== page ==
Taliban Ministry: Afghan female students are prohibited from taking university entrance exams
Underscoring its goal to exclude women from postsecondary education, the Taliban-run Ministry of Higher Education in Afghanistan has instructed private institutions not to allow female students to take university admission examinations the next month.
Institutions in Afghanistan's northern regions, including Kabul, where examinations are scheduled to begin at the end of February, received a letter from the government. According to the letter, any institutions breaking the restrictions will be subject to legal action.
Universities were instructed to stop accepting female students by the Higher Education Ministry in December, "until further notice." Days afterwards, the government forbade the majority of female NGO employees from working. Most high schools for females have also been shut down by the government.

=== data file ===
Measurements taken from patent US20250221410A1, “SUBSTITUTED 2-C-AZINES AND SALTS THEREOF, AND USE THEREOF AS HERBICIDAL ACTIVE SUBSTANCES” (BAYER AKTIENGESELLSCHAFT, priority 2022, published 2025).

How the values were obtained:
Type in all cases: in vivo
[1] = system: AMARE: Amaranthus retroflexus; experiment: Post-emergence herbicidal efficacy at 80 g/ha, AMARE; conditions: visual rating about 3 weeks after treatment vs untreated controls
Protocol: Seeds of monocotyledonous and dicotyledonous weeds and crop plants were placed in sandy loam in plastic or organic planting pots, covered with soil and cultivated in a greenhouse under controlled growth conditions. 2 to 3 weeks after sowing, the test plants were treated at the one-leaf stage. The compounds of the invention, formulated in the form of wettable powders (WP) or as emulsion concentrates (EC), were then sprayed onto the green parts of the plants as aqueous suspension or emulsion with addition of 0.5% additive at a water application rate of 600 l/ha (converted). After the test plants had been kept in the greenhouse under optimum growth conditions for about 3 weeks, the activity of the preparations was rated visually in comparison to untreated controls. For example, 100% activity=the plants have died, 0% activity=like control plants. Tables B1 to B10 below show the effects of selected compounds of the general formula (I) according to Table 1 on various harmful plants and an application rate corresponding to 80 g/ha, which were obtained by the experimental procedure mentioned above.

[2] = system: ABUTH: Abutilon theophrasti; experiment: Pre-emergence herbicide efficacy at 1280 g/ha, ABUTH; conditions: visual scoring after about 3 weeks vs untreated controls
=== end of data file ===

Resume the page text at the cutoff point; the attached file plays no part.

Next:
The limitations on women's employment and education have received criticism on a global scale. In order to have a chance of receiving official international recognition and a reduction in its economic isolation, the Taliban would need to reform its views on women, according to Western officials.
Help organizations have warned that tens of millions of people need immediate aid since the nation is now experiencing an economic crisis, which is partially caused by sanctions that are harming its banking sector and a reduction in development funds.
However, a World Bank study released this week said that the Taliban government, which has stated that it is focused on increasing economic self-sufficiency, had maintained excellent tax collection last year and increased exports.